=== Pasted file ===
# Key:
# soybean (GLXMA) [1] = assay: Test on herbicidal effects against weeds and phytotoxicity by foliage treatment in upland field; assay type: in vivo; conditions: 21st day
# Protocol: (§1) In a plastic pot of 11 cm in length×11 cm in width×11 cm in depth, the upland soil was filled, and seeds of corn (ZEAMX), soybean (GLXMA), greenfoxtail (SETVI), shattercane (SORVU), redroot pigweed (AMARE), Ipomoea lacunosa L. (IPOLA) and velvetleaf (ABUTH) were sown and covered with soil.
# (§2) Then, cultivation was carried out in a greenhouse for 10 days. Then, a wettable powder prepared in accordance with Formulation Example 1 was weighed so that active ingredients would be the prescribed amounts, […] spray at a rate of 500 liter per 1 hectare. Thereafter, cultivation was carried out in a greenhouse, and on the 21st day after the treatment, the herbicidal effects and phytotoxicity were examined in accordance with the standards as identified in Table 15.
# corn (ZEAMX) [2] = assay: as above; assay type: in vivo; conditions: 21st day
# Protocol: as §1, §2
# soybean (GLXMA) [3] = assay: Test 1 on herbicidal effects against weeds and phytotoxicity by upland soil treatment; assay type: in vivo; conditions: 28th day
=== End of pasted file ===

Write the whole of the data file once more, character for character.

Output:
# Key:
# soybean (GLXMA) [1] = assay: Test on herbicidal effects against weeds and phytotoxicity by foliage treatment in upland field; assay type: in vivo; conditions: 21st day
# Protocol: (§1) In a plastic pot of 11 cm in length×11 cm in width×11 cm in depth, the upland soil was filled, and seeds of corn (ZEAMX), soybean (GLXMA), greenfoxtail (SETVI), shattercane (SORVU), redroot pigweed (AMARE), Ipomoea lacunosa L. (IPOLA) and velvetleaf (ABUTH) were sown and covered with soil.
# (§2) Then, cultivation was carried out in a greenhouse for 10 days. Then, a wettable powder prepared in accordance with Formulation Example 1 was weighed so that active ingredients would be the prescribed amounts, […] spray at a rate of 500 liter per 1 hectare. Thereafter, cultivation was carried out in a greenhouse, and on the 21st day after the treatment, the herbicidal effects and phytotoxicity were examined in accordance with the standards as identified in Table 15.
# corn (ZEAMX) [2] = assay: as above; assay type: in vivo; conditions: 21st day
# Protocol: as §1, §2
# soybean (GLXMA) [3] = assay: Test 1 on herbicidal effects against weeds and phytotoxicity by upland soil treatment; assay type: in vivo; conditions: 28th day